If you want great results, you need to work on being a great manager. Now.
By Shawn Doyle
You start a business, and your business becomes successful, and your business grows.
Then, you have to hire employees, and then suddenly you go from being a business owner to being, almost overnight, a leader and manager. This creates some challenges.
Here are seven daily practices that managers need to stop doing now.
1. Not being careful enough in hiring
There’s no question that the quality of your organization is in direct correlation to the quality of the people that you hire. As a consultant and a professional speaker, I see many people who do not have a comprehensive and selective interviewing process.
Be very careful to have an interview process, which includes multiple interviews with multiple people, and be very careful about the criteria you use to decide who to hire.
2. Only telling people when they do something wrong
When I was a Vice President in corporate America, every time I would meet with someone they would ask me what was wrong. I would then explain to them that nothing was wrong, that I just wanted to talk.
I realized that their only context with management was having conversations when they were in trouble, never when they were doing something right. It is critically important to give people feedback on what they’re doing well (maybe more important) just as much as what they’re doing that needs to be improved.
3. Not providing proper training and orientation for employees
Every one of us at some point has gone to work for a company, and when we started we were basically told to follow someone else around for a week and they would “show us the ropes”. Far too often we throw people from the frying pan into the fire and expect them to succeed.
Invest the time with every new employee–give them an eight-week orientation calendar that outlines what they’re going to be doing in the first two months.
4. Not finding out what people’s goals and objectives are
I believe every employee in the company should sit down and have a discussion with their manager once a year to find out what their goals are short-term, mid-term, and long-term.
Everyone in the organization should have an individual development plan, designed by them and their manager, in order to help them get where they want to go in terms of their career. It is a great way to build morale.
5. Not treating people with respect
Everyone in the organization, from the lowest level employee and up, deserves to be treated with respect and dignity. The old ways of the yelling, screaming boss are over, and we need to treat people as valued team members and not just as front-line employees.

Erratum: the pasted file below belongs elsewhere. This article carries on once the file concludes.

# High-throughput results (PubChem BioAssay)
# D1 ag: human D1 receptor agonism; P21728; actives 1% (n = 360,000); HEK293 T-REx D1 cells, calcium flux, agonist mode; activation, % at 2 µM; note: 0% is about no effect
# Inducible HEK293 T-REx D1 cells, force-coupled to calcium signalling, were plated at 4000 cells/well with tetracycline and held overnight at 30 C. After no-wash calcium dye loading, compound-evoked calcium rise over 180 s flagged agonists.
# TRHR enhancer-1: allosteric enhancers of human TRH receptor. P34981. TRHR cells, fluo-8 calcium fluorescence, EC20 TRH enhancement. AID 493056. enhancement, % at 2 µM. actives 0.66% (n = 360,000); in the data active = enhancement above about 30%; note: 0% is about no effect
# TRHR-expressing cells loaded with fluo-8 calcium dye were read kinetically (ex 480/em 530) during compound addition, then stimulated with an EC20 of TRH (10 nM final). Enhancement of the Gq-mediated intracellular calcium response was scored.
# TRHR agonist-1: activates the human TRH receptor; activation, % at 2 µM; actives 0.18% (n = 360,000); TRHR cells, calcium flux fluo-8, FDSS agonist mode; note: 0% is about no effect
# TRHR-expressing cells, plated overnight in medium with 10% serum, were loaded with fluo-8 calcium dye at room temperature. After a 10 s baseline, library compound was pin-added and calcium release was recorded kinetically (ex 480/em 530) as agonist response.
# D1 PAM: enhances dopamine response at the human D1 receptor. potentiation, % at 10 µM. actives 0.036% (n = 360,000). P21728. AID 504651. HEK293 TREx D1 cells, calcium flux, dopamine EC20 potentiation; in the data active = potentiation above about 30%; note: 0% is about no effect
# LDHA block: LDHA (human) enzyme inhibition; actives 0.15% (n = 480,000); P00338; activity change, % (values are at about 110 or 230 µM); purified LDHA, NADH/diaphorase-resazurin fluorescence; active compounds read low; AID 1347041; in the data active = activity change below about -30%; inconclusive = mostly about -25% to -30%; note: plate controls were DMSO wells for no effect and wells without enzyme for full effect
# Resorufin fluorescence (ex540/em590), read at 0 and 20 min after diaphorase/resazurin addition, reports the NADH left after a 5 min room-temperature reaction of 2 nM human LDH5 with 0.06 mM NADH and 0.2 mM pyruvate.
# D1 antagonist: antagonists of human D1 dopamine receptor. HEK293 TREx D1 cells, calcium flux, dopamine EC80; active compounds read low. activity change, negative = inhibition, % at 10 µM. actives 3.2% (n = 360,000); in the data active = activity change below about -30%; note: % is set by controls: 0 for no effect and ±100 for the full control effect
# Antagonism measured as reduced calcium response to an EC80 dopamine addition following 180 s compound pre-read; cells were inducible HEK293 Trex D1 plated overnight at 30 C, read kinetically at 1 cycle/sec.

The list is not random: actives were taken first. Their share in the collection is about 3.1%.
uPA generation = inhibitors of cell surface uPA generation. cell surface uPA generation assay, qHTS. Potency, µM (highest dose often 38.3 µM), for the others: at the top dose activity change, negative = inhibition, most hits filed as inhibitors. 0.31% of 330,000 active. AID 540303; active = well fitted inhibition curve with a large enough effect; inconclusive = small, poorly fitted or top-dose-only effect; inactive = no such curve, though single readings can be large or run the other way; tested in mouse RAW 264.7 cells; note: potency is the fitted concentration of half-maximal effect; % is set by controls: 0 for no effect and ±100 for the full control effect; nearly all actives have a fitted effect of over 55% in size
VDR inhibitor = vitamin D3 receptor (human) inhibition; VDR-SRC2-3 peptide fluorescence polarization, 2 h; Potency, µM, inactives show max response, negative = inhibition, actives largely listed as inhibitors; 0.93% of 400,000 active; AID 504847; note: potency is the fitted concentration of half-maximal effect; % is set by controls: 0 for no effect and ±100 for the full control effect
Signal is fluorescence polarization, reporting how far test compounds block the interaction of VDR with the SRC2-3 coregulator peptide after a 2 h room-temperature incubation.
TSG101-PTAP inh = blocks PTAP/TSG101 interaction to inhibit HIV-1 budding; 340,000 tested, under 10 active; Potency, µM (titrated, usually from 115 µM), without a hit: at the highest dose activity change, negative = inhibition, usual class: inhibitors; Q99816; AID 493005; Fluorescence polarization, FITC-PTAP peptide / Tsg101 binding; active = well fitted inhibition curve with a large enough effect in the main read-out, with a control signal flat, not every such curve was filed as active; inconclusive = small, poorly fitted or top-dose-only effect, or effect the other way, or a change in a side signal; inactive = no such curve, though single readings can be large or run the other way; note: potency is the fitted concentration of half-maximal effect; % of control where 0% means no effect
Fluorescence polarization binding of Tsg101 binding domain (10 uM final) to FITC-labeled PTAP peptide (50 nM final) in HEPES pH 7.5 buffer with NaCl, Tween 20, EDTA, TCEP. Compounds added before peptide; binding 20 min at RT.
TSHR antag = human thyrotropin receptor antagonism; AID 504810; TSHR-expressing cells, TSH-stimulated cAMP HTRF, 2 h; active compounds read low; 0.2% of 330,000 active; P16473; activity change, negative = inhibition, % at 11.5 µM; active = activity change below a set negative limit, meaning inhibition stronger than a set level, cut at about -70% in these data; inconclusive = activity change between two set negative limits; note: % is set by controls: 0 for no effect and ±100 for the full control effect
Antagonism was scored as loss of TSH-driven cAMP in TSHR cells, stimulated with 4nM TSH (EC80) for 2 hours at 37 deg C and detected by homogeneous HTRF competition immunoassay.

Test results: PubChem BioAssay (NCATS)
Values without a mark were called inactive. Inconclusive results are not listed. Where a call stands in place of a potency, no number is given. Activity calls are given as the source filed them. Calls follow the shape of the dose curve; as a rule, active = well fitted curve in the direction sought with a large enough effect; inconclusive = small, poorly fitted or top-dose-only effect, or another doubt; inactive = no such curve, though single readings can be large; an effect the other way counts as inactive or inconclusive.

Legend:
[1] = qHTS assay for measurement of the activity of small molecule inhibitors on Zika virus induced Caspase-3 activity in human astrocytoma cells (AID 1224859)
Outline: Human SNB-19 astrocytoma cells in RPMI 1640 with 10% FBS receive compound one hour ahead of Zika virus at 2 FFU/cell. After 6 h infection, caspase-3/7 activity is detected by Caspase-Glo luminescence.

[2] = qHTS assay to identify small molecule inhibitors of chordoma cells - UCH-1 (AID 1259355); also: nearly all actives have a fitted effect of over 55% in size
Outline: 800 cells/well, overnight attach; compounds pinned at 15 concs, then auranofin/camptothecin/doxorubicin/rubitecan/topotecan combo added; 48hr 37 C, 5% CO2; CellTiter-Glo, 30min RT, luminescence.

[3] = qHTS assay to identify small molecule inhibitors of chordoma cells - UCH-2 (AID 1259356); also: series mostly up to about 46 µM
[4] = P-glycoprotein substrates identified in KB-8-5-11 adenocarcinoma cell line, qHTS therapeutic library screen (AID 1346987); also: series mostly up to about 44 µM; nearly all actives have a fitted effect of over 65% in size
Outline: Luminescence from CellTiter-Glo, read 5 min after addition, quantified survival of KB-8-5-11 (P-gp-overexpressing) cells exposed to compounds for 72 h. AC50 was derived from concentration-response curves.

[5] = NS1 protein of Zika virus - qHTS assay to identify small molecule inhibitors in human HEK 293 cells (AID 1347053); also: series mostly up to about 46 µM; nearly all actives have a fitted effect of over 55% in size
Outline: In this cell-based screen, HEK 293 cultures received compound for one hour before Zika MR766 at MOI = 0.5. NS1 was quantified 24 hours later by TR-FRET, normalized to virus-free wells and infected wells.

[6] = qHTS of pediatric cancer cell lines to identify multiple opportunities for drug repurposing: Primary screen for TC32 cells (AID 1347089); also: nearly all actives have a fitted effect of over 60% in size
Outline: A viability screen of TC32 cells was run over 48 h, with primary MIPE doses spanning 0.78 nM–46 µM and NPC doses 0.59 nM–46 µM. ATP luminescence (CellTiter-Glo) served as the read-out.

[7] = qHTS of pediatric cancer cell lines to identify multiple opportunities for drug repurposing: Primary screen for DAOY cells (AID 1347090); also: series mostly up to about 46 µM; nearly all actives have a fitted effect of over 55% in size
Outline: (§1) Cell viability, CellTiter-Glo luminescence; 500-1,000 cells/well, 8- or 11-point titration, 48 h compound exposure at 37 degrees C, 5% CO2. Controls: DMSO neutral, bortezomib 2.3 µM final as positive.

When you give respect to get it back tenfold, and you build a team of people that are loyal to you.
6. Not defining your company culture
I believe that company cultures either happen by accident or are created by the leader of the organization. So the question is: Do you have a mission and vision statement? Do you have a list of values? Does everyone know them? Do you talk about them with the team?
7. Lack of communication
Unfortunately, many employees often say that they find out what is happening in the company on the Internet before they hear about it themselves.
It is your job and your management team’s job to communicate with employees on a regular and consistent basis to let them know what is going on in the company, where you are headed, and what the goals and objectives are. One way of doing this is to have regularly scheduled employee meetings to keep everybody informed.
I challenge you to review this list and decide where your strengths are and where you need to improve, and then get started today. I guarantee you will massively improve morale and productivity if you do them all well.
Shawn Doyle is a certified professional speaker with the CSP designation. “My life passion is to make a positive difference in people’s lives by helping them live to their full potential both at work and at home,“ he says. Shawn Doyle has spent almost three decades in the world of personal and professional development, and from 2000- 2003, co-founded a Corporate University for Comcast where Shawn was Vice President of Learning and Development. Shawn Doyle’s clients include Pfizer, Zippo, Comcast, Lockheed Martin, NBC, Aberdeen Proving Grounds, Guidepost, ABC, Disney, Kraft, the U.S. Marines, Charter, The Ladders and IBM.
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